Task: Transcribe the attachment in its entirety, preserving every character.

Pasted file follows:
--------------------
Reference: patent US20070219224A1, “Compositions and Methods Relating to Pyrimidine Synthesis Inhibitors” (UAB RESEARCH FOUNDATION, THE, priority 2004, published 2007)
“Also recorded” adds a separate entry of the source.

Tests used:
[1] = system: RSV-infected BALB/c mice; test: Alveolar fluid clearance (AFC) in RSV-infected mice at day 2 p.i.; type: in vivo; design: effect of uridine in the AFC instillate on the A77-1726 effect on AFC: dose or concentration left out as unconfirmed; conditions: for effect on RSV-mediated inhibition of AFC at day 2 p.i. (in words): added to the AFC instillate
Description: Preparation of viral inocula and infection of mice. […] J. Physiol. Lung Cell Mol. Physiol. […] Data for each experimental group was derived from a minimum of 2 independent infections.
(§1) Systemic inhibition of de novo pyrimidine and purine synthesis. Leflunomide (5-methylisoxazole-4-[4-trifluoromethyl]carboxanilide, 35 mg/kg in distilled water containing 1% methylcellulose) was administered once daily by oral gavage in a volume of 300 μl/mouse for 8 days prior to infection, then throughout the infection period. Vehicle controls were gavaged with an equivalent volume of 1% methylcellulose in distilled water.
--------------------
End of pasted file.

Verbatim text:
Reference: patent US20070219224A1, “Compositions and Methods Relating to Pyrimidine Synthesis Inhibitors” (UAB RESEARCH FOUNDATION, THE, priority 2004, published 2007)
“Also recorded” adds a separate entry of the source.

Tests used:
[1] = system: RSV-infected BALB/c mice; test: Alveolar fluid clearance (AFC) in RSV-infected mice at day 2 p.i.; type: in vivo; design: effect of uridine in the AFC instillate on the A77-1726 effect on AFC: dose or concentration left out as unconfirmed; conditions: for effect on RSV-mediated inhibition of AFC at day 2 p.i. (in words): added to the AFC instillate
Description: Preparation of viral inocula and infection of mice. […] J. Physiol. Lung Cell Mol. Physiol. […] Data for each experimental group was derived from a minimum of 2 independent infections.
(§1) Systemic inhibition of de novo pyrimidine and purine synthesis. Leflunomide (5-methylisoxazole-4-[4-trifluoromethyl]carboxanilide, 35 mg/kg in distilled water containing 1% methylcellulose) was administered once daily by oral gavage in a volume of 300 μl/mouse for 8 days prior to infection, then throughout the infection period. Vehicle controls were gavaged with an equivalent volume of 1% methylcellulose in distilled water.